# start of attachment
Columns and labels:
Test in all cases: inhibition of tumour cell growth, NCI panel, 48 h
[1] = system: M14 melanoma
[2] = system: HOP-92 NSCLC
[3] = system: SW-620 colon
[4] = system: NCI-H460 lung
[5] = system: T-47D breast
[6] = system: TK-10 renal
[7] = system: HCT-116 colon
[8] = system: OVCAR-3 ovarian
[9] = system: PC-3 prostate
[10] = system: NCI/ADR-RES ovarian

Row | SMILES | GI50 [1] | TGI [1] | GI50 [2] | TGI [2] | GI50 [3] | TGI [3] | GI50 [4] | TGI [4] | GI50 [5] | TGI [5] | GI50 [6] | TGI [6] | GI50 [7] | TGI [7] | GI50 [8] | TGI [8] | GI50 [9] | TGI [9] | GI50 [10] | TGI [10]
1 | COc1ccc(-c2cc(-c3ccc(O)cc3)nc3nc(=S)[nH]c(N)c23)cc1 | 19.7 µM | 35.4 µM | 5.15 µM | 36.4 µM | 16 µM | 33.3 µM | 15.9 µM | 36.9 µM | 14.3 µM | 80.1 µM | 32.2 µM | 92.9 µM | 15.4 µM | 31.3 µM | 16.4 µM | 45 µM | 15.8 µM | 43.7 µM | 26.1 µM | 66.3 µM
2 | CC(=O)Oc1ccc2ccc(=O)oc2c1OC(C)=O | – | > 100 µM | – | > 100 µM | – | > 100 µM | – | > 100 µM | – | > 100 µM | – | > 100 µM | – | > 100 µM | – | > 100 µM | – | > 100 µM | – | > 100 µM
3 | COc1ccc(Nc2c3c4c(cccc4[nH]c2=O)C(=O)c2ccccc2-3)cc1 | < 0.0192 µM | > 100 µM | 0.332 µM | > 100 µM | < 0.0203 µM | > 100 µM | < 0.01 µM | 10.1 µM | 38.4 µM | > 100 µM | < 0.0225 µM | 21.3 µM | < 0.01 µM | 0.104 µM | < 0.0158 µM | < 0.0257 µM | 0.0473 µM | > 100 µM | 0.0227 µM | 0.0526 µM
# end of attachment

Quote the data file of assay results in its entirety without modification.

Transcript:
Columns and labels:
Test in all cases: inhibition of tumour cell growth, NCI panel, 48 h
[1] = system: M14 melanoma
[2] = system: HOP-92 NSCLC
[3] = system: SW-620 colon
[4] = system: NCI-H460 lung
[5] = system: T-47D breast
[6] = system: TK-10 renal
[7] = system: HCT-116 colon
[8] = system: OVCAR-3 ovarian
[9] = system: PC-3 prostate
[10] = system: NCI/ADR-RES ovarian

Row | SMILES | GI50 [1] | TGI [1] | GI50 [2] | TGI [2] | GI50 [3] | TGI [3] | GI50 [4] | TGI [4] | GI50 [5] | TGI [5] | GI50 [6] | TGI [6] | GI50 [7] | TGI [7] | GI50 [8] | TGI [8] | GI50 [9] | TGI [9] | GI50 [10] | TGI [10]
1 | COc1ccc(-c2cc(-c3ccc(O)cc3)nc3nc(=S)[nH]c(N)c23)cc1 | 19.7 µM | 35.4 µM | 5.15 µM | 36.4 µM | 16 µM | 33.3 µM | 15.9 µM | 36.9 µM | 14.3 µM | 80.1 µM | 32.2 µM | 92.9 µM | 15.4 µM | 31.3 µM | 16.4 µM | 45 µM | 15.8 µM | 43.7 µM | 26.1 µM | 66.3 µM
2 | CC(=O)Oc1ccc2ccc(=O)oc2c1OC(C)=O | – | > 100 µM | – | > 100 µM | – | > 100 µM | – | > 100 µM | – | > 100 µM | – | > 100 µM | – | > 100 µM | – | > 100 µM | – | > 100 µM | – | > 100 µM
3 | COc1ccc(Nc2c3c4c(cccc4[nH]c2=O)C(=O)c2ccccc2-3)cc1 | < 0.0192 µM | > 100 µM | 0.332 µM | > 100 µM | < 0.0203 µM | > 100 µM | < 0.01 µM | 10.1 µM | 38.4 µM | > 100 µM | < 0.0225 µM | 21.3 µM | < 0.01 µM | 0.104 µM | < 0.0158 µM | < 0.0257 µM | 0.0473 µM | > 100 µM | 0.0227 µM | 0.0526 µM